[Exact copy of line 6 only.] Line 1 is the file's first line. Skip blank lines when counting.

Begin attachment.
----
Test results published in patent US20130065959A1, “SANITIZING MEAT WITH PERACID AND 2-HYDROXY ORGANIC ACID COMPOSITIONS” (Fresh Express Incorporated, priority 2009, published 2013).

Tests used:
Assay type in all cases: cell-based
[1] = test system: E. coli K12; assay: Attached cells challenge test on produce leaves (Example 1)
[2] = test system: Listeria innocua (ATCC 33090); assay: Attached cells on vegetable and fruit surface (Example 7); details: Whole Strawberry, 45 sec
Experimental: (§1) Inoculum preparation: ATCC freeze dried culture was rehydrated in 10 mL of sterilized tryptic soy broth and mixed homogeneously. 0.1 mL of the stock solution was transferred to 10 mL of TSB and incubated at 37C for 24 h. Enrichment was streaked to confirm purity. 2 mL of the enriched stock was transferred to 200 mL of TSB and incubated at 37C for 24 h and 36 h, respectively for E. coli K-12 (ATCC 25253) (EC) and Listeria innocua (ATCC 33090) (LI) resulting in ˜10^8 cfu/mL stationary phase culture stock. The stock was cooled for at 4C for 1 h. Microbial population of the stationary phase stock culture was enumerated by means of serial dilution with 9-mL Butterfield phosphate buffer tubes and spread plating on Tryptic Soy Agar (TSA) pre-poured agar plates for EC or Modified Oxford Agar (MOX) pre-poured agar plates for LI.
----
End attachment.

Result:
Experimental: (§1) Inoculum preparation: ATCC freeze dried culture was rehydrated in 10 mL of sterilized tryptic soy broth and mixed homogeneously. 0.1 mL of the stock solution was transferred to 10 mL of TSB and incubated at 37C for 24 h. Enrichment was streaked to confirm purity. 2 mL of the enriched stock was transferred to 200 mL of TSB and incubated at 37C for 24 h and 36 h, respectively for E. coli K-12 (ATCC 25253) (EC) and Listeria innocua (ATCC 33090) (LI) resulting in ˜10^8 cfu/mL stationary phase culture stock. The stock was cooled for at 4C for 1 h. Microbial population of the stationary phase stock culture was enumerated by means of serial dilution with 9-mL Butterfield phosphate buffer tubes and spread plating on Tryptic Soy Agar (TSA) pre-poured agar plates for EC or Modified Oxford Agar (MOX) pre-poured agar plates for LI.